What is Patent Novelty?
If you have a great invention or design that you want to patent you probably heard that your invention has to be novel in order for it to qualify for a patent. We will explain the novelty requirement in great detail below.
What is Patent Novelty?
For an inventor to be able to obtain a patent, he must show, among other things, that his invention is novel (new). The novelty requirement prohibits inventors from patenting inventions that have been patented in the past or inventions that an inventor has publicly disclosed, offered for sale, or sold more than one year prior to filing a patent application with the USPTO.
Said differently, if you want to patent an invention, you cannot patent something that has already been patented or an invention that you have publicly disclosed more than one year prior to filing a provisional or nonprovisional patent application.
The novelty requirement was added to prevent people from patenting the same inventions over and over again. If an inventor publicly disclosed his invention or offered it for sale more than one year prior to filing a patent application, he will not be allowed to patent it because the patent office considers it as prior art that prohibits patenting it.
So, does your invention pass the novelty test?
To determine whether your invention passes the novelty test, you should hire an attorney to perform a patent search (commonly known as a prior art search or a novelty search) and a search of public databases to determine whether someone has already disclosed or patented the invention you want to patent.
When conducting a prior art search, your attorney will do his best to prove that your invention is not new. Approaching a search this way allows your attorney to document similar inventions and discuss the differences (if any) between them and your invention.
Attorneys typically perform a prior art search by performing a search of the patent database and all relevant publications. For example, if you want to patent a glucose-measuring medical device, your attorney will search medical publications that discuss new glucose measuring technology.
That said, no prior art search is perfect, sometimes an attorney’s search will not turn up any prior art even after a patent is granted.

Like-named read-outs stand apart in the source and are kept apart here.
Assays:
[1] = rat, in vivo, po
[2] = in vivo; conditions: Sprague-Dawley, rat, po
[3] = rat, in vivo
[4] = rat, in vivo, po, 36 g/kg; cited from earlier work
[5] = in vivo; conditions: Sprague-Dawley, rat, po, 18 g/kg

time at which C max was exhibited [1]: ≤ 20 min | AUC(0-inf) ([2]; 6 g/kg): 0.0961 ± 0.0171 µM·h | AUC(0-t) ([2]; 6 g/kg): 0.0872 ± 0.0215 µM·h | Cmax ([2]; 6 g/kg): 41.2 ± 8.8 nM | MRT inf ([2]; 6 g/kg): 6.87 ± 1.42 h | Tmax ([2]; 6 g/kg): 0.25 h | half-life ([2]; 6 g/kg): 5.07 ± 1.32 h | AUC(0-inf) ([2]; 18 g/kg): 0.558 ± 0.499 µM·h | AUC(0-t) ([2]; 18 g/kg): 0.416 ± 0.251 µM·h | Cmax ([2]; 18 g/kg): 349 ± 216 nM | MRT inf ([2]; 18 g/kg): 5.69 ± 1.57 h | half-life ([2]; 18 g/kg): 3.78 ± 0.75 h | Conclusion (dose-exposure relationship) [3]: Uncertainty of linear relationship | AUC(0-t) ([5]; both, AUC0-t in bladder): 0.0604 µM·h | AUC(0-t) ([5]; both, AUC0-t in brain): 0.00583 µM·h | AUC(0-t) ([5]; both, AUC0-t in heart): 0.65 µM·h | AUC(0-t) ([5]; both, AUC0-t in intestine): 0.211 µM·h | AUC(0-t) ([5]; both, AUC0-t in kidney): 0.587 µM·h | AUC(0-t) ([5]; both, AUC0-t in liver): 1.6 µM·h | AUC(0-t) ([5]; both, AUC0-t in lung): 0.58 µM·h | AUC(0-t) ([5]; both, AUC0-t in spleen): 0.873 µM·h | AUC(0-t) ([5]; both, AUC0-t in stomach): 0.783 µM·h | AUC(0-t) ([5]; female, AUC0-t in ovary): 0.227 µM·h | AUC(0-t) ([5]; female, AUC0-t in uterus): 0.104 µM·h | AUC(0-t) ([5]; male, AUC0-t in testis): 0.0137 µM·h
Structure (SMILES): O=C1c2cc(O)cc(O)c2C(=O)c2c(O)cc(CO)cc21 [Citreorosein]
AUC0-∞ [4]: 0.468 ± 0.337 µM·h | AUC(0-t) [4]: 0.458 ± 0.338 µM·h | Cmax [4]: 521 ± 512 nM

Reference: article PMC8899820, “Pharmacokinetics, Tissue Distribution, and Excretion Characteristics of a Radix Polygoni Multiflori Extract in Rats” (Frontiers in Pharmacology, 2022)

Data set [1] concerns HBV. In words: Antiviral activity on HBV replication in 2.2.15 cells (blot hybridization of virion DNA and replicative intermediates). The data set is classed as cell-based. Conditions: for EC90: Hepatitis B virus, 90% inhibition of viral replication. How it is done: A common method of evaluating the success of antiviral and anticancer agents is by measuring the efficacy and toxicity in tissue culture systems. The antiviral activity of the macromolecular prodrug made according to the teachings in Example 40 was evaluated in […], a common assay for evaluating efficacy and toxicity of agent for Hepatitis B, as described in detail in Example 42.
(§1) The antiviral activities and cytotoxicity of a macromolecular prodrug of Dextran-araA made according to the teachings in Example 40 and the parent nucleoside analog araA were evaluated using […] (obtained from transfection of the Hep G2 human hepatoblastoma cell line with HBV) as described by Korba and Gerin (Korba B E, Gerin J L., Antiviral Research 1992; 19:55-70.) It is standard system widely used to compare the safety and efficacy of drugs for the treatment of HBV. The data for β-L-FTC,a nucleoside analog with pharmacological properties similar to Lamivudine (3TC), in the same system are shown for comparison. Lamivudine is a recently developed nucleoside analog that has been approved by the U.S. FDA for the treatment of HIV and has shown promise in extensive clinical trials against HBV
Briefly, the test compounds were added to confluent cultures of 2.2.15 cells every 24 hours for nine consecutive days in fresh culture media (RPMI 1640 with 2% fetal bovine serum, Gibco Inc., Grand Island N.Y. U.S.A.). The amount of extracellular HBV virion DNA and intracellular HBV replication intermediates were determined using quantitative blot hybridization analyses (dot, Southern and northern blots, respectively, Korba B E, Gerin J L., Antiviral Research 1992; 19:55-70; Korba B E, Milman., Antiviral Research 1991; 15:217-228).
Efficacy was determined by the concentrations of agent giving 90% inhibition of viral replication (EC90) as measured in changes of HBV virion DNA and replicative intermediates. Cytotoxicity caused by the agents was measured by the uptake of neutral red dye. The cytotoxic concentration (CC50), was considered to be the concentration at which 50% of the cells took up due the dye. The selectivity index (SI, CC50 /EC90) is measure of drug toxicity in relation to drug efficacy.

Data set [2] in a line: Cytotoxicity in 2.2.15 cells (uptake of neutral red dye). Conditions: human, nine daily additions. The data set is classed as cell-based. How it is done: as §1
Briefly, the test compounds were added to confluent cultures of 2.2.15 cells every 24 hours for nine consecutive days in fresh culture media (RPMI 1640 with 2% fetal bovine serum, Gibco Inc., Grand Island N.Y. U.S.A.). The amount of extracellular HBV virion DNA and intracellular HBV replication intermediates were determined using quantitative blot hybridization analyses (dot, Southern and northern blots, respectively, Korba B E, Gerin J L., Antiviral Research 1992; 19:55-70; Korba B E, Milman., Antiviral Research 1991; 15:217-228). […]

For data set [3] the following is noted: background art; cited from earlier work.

So, once you’ve satisfied novelty, what else do you need to show to patent your invention?
In addition to the novelty requirement, an inventor must show that his invention has patentable subject matter, is nonobvious, and serves some useful purpose. The two most difficult requirements to satisfy are invention novelty and nonobviousness. Now that you know what novelty is, what’s nonobviousness?
Nonobviousness requires an inventor to show that his invention was nonobvious at the time he filed his patent application. That is, the inventor has to show that an ordinary person, experienced in the field of the invention would not believe the invention to have been obvious.
For example, if you’re developing a new drug that promises to cure cancer by combining new and unique ingredients that have never been combined before, you have a pretty good shot at satisfying the nonobviousness requirement.
That said, this is just an example we used to illustrate the nonobviousness requirement, your invention does not have to be this nonobvious to qualify for a patent, nevertheless, it has to satisfy this requirement.
Now back to patent novelty, why is it important? Read below to find out.
Why is Patent Novelty Important?
Patent novelty is important because it prevents people from re-patenting inventions that were already patented. Just imagine a world where a patent on an invention expires and another party patents the same invention. Patents on inventions would last forever.
This is why we have a novelty requirement, to prevent patents from lasting indefinitely. This frees up technology and allows inventors to improve upon technology that was once patented.
The second benefit of having a patent novelty requirement is that it prevents others from patenting inventions that have already been disclosed to the public. For example, if you publish new battery technology in a car magazine, others won’t be able to patent it after you’ve published it because it’s considered as prior art that prevents patenting publicly disclosed inventions.
How Do You Keep Your Invention Novel?
If you don’t want your invention to become prior art, here are a few tips:
- Don’t discuss your invention with anyone, including friends and family
- Don’t publish your invention on any websites, magazines, or journals
- Don’t offer your invention for sale
- If you need to talk about your invention with anyone have them sign a confidentiality agreement
- Don’t sell your invention
Now that you know what you shouldn’t do to keep your invention novel, what if someone discloses your invention?